Variegated yarn holds a special place in my heart. The very first project I ever knitted — a scarf, of course — was stitched with a variegated yarn. (You’d laugh so hard if you saw it. It was uneven and had lots of holes.)
If you’re unfamiliar with it, a variegated yarn is just a yarn that’s dyed using more than one color. You’ve probably seen them on the shelf calling to you, and maybe you’ve even tried knitting with them.
For many knitters, these variegated yarns sometimes look better on the shelf than they do when they’re knit up. Don’t let another variegated yarn disappoint you on the needles.
Use these tips to make the most of the colors in gorgeous variegated yarn.
Cascade Baby Alpaca Chunky Paints Yarn comes in several different variegated colorways
Keep embellishments to a minimum — or skip ’em altogether.
A lot of knitters have a problem knowing when to stop. Ever debated for hours over exactly how long that scarf should be? I feel similarly about embellishments like embroidery and duplicate stitches. I just don’t know when to stop adding them! When we use variegated yarns, there are already so many colors at work there. Why distract from that with unnecessary extras? Save those for the solid colors.
Photo via Craftsy member Nativestar
Long vs. short color repeats
This is one of the first things to consider when you’re figuring out how you’ll use your variegated yarn. If you can grab just part of the strand and see the color changing every few inches, you’ll know that the color repeats are shorter. This means that for a project like the Honey Quartet gloves pictured above, you’ll get narrower stripes of color.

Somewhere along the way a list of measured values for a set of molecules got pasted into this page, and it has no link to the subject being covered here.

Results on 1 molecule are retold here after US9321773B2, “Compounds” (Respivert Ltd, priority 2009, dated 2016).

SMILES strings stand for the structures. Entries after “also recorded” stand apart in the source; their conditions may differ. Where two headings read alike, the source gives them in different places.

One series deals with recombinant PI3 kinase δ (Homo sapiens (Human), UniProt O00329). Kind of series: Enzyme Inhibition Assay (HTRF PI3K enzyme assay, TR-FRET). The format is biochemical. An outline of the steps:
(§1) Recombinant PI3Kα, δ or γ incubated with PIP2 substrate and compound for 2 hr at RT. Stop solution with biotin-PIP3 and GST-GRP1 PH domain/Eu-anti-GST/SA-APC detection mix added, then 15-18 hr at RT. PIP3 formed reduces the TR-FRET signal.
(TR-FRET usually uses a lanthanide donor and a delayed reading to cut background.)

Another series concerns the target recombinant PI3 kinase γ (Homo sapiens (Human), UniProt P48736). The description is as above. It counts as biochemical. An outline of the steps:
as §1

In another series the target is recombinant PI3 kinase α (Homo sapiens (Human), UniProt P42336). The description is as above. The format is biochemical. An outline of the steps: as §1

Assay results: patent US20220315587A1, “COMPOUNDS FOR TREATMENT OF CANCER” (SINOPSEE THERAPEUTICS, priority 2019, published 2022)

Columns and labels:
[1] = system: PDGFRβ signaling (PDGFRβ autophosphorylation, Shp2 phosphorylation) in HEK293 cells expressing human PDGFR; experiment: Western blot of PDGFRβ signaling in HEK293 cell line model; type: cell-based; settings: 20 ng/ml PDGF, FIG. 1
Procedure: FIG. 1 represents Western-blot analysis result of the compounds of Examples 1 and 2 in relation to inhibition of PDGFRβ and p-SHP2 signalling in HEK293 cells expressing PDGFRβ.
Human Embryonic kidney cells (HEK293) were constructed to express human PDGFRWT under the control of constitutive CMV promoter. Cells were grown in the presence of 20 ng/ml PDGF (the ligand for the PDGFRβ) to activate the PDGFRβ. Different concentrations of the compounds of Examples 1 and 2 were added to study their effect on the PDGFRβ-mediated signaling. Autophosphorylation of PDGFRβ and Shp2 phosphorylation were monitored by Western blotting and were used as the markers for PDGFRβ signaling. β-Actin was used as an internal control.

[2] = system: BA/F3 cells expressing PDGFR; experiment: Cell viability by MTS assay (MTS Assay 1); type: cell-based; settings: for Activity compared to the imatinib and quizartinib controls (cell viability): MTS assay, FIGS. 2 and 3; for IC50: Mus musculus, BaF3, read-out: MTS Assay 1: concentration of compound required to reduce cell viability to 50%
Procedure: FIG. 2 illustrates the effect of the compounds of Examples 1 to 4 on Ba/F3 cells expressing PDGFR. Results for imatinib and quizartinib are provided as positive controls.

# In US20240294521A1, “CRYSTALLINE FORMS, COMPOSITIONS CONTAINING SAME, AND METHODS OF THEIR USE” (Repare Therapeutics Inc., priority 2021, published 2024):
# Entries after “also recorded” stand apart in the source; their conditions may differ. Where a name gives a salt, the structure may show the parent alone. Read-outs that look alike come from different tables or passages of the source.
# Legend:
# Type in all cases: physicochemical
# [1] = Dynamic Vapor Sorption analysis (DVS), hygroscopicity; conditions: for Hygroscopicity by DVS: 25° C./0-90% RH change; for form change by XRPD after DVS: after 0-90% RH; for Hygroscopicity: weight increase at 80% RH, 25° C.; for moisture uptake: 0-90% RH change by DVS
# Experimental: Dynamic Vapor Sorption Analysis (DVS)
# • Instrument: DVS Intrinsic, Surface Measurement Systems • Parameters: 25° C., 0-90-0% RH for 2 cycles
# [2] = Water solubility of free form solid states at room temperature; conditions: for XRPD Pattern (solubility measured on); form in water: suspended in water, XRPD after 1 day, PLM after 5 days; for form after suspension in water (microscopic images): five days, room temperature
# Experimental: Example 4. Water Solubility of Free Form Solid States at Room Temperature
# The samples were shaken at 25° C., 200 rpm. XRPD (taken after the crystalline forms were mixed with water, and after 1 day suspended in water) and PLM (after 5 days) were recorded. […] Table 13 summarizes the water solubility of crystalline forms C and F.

With long color repeats, stripes on a smaller item like gloves will change color less frequently. However, for projects with longer rows like blankets, a long color repeat might be more desirable. It all depends on the effect you’re going for.
Start in the same spot for projects worked in pairs.
Recently I used a variegated yarn to knit the pair of socks pictured above. I knit my socks on double-pointed needles one at a time, so when I cast on for the second pair, I didn’t pay attention to which color was next on the skein. This resulted in each sock looking radically different in color. Notice how the sock in the front has a red stripe on the cuff, while the sock behind it doesn’t see solid red until the foot. Oops!
The inconsistency in color wasn’t very important to me — or to my boyfriend who received the socks as a gift — but if it were something like mittens or sweater sleeves, I might feel differently. If you want your pair to match perfectly, check out which color you started with on the first project and be sure that’s where you’re starting with the second project. For example, if your first sock started with green, you’ll want to cast on beginning with green for the second sock.
Photo via Craftsy member Claire Fairall
Find patterns designed for variegated yarns
Some designers are so crazy about variegated yarn that they design patterns specifically for the colorful yarn. The Starburst Felt Table Mat pictured above, for example, uses short rows and a chunky-weight wool that’s then felted in the washing machine. The short rows and variegated yarn work well together, don’t you think?
Photo via Craftsy instructor Gwen Bortner
Try different techniques
If you swatched and swatched and still can’t seem to make the varigated yarn look the way you want, switch up the technique. A technique like entrelac, for instance, changes directions and makes pools of color that are completely different than just knitting rows of stockinette stitch. Check out Craftsy instructor Gwen Bortner’s Entrelac Neck Warmer pictured above. Gwen used an ombre yarn with variegated colors, but the entrelac technique makes the yarn look completely different than when it’s knit in plain back and forth rows.
Gwen offers this pattern exclusively to students enrolled in her Entrelac Knitting class, so enroll today to get the pattern and learn this fabulous technique that’s perfect for variegated yarns.